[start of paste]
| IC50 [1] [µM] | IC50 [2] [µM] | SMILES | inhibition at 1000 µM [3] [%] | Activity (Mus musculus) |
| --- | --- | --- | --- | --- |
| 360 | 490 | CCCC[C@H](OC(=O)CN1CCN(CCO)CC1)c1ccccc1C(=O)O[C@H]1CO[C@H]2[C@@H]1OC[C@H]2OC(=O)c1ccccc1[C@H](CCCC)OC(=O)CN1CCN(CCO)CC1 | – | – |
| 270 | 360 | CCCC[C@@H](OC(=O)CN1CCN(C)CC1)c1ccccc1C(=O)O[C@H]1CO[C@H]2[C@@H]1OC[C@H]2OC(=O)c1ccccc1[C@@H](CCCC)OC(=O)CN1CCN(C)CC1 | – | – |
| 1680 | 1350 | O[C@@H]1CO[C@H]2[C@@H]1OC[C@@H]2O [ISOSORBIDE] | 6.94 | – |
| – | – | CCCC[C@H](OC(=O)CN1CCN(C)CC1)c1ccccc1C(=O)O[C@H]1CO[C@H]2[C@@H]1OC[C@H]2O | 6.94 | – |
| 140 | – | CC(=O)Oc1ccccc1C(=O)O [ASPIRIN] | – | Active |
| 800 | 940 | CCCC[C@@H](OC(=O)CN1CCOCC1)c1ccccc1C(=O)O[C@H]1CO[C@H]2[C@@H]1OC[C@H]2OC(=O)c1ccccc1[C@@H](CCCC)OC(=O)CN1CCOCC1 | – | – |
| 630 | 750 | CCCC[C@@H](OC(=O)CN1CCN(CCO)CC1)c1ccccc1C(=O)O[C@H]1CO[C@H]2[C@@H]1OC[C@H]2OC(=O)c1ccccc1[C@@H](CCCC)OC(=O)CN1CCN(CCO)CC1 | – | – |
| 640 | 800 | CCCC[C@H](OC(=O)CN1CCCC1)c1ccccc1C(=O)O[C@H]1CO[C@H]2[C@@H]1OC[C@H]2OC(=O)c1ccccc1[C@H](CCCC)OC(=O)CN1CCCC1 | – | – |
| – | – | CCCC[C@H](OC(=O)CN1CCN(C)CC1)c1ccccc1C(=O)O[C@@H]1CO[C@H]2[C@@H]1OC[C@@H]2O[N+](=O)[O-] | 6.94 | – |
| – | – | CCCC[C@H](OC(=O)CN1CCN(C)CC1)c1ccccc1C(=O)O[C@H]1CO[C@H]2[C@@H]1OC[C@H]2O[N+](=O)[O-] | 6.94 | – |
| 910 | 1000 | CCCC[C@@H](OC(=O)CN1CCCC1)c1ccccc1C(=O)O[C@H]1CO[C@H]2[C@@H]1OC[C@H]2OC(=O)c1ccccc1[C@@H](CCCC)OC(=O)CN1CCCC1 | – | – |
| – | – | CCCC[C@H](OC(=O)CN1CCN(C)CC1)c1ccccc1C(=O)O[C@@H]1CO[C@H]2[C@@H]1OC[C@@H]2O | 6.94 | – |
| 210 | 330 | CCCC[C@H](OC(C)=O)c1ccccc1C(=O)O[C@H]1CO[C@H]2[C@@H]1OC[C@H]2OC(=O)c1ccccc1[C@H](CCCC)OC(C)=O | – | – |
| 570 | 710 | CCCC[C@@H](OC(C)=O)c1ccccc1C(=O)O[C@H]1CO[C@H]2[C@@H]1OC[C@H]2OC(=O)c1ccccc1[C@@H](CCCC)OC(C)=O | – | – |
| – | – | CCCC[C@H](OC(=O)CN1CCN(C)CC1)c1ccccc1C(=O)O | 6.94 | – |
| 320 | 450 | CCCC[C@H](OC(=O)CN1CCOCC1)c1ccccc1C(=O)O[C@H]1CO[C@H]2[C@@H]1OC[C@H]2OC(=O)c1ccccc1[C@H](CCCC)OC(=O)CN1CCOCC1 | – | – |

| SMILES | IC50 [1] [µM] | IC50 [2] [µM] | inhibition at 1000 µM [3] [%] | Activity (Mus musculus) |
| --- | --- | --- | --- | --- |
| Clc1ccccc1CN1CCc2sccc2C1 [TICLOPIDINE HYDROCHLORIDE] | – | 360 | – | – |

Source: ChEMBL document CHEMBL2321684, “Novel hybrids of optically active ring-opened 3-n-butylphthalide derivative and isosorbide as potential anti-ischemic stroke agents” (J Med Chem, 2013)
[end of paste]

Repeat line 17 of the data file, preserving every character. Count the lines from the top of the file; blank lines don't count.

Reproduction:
| – | – | CCCC[C@H](OC(=O)CN1CCN(C)CC1)c1ccccc1C(=O)O | 6.94 | – |